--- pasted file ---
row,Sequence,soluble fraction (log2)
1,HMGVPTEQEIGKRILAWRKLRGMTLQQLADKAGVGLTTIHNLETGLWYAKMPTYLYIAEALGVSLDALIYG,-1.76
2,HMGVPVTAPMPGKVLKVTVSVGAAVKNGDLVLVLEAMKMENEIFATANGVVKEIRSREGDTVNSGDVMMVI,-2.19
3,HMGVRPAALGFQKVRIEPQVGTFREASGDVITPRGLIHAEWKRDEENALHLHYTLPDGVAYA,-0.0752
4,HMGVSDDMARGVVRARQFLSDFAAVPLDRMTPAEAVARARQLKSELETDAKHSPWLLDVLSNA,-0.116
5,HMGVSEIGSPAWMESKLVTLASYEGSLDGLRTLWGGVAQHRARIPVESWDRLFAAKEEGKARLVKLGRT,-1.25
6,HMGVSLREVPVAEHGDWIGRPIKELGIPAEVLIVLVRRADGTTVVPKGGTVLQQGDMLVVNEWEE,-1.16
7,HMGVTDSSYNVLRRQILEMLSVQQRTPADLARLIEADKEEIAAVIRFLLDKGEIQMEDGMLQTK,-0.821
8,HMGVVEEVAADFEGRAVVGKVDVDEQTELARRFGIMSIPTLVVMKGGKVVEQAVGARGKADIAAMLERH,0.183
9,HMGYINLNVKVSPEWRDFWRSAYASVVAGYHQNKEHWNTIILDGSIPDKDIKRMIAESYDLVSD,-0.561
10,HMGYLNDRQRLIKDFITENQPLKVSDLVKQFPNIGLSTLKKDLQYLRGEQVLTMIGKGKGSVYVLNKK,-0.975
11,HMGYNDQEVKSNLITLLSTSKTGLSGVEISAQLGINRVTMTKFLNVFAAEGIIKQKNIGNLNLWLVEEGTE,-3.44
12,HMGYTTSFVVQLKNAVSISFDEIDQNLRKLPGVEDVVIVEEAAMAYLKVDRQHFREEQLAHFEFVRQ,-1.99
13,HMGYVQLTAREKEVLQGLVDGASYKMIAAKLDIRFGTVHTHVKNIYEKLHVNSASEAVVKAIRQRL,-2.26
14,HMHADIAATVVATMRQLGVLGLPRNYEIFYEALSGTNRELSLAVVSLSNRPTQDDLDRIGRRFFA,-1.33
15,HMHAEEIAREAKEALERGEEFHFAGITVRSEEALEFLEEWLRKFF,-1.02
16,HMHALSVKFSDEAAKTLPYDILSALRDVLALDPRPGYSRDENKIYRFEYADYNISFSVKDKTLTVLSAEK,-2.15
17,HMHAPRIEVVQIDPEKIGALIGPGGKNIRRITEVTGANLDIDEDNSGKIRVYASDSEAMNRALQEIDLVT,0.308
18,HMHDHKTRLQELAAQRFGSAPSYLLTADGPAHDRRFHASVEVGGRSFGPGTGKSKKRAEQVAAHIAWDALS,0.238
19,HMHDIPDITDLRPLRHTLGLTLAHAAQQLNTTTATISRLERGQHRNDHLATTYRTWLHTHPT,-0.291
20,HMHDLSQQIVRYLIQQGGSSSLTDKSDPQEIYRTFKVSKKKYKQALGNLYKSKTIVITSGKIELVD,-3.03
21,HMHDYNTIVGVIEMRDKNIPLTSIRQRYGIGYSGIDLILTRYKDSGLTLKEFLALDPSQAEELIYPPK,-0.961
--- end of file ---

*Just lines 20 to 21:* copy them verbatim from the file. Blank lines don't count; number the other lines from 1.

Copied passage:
19,HMHDIPDITDLRPLRHTLGLTLAHAAQQLNTTTATISRLERGQHRNDHLATTYRTWLHTHPT,-0.291
20,HMHDLSQQIVRYLIQQGGSSSLTDKSDPQEIYRTFKVSKKKYKQALGNLYKSKTIVITSGKIELVD,-3.03